P: Mainstream publication of short story collections has been on the decline for years but there seems to be a resurgence of the form in ebooks, and in fact you’ll be coming out with Kindle editions of your short story collections on December 27. Are the skills needed to write an effective short story different than those required to write an effective full-length novel? Can working in one form improve one’s work in the other form?
SH: Yes, absolutely. As I said above, I think short stories are a great learning tool, a form you can really cut your teeth on. There’s something so important about being able to start a story, finish a draft, then revise it… and revise it… and… you get the picture. Finally, you can finally call a story done and move on to a new one. There’s something about this process of starting and finishing that I think speeds up the learning process for writing. After all, writing is revising in large part. Because a story is so much smaller, it’s easier to learn revision on them.
And yes, it’s exciting that now I have a chance to do something with my short story collection using ebooks and Amazon’s Kindle platform! For a long time I thought the stories just needed to be shelved because no mainstream publisher would publish them–and this is with twelve of the fifteen stories having been published in literary journals! Now I’m able to bring out the stories myself on Kindle and see if I can get my online audience behind them. We’ll find out on Dec. 27th, when A Long Way from Disney hits Amazon’s Kindle store.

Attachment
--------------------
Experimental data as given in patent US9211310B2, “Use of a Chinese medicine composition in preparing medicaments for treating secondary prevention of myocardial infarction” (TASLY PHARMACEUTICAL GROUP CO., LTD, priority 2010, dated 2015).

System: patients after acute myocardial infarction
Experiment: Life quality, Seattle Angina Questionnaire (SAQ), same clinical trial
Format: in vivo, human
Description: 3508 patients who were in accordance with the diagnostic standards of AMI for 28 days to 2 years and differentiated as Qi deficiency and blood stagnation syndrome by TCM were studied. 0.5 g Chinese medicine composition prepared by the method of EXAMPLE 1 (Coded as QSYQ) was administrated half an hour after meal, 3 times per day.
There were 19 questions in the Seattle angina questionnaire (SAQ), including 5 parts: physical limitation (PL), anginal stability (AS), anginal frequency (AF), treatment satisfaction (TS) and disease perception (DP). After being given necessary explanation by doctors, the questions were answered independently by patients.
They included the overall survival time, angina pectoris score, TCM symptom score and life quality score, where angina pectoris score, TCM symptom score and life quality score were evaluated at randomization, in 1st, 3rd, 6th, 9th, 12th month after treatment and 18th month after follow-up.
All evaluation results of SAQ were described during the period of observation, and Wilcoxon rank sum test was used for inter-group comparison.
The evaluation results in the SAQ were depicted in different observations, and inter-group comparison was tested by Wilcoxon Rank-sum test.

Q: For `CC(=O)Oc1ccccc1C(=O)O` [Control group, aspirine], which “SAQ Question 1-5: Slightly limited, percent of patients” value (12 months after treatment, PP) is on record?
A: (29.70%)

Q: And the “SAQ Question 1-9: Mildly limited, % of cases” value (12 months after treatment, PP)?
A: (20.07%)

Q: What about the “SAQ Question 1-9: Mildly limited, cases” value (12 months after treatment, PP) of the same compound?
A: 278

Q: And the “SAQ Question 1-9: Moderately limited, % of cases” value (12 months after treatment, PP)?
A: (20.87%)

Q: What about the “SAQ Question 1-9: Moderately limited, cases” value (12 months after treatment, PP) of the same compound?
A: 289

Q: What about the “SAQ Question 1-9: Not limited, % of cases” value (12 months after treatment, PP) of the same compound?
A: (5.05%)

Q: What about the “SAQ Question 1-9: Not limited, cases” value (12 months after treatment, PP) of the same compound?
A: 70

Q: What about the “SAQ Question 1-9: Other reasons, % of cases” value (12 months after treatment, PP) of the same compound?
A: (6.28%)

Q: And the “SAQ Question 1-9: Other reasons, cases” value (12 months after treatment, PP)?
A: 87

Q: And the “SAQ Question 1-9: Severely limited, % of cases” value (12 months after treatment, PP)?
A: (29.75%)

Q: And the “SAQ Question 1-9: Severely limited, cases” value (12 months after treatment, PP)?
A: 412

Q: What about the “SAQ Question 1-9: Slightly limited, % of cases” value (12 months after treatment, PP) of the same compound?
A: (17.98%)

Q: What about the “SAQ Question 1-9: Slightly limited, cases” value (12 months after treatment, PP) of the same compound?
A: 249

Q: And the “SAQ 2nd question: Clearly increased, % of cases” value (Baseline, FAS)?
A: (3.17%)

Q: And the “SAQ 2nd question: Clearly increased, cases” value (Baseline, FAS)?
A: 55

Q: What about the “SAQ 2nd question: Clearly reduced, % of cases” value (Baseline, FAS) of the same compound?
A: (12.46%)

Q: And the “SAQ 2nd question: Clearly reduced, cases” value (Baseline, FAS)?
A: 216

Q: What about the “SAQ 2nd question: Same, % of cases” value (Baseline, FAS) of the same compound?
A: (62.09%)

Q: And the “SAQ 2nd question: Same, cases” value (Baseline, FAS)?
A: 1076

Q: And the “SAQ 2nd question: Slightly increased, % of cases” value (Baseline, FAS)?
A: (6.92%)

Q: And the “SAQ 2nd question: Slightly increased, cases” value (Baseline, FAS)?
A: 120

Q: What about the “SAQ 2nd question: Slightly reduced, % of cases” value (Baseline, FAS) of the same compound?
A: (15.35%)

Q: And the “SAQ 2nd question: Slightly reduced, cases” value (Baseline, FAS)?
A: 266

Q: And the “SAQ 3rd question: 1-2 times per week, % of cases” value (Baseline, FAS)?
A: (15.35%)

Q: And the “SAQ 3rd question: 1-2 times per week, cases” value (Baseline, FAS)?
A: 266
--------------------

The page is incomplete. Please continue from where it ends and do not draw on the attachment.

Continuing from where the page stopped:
P: Thousands of writers have recently completed draft novels as part of National Novel Writing Month, and many of them are now thinking about next steps, such as workshopping and revision. Do you have any advice on how to approach this stage of the writing process?
SH: Yes! First of all, I’d let those NaNoWriMo novels sit for a while. At least a few months. They were written in such a frenzy that it’ll take a while for the dust to settle and the writer to be able to look at the pages for what’s really there–to separate what’s still in his or her head from what’s down on the page. In a few months, it’ll be time to start revising those novels. When that time comes, the best place to start is with a fast read-through of the whole book. Read it and make notes on what’s there as well as what needs to change to make the story the one you really want. It’s a big rush of creativity during NaNoWriMo. Writers have created A LOT of material to work with. Now it’s time to use the revision tools–cutting, rewriting, reshaping–to make that material into your book. Save the polishing for last. Don’t start editing/changing single lines until the last steps.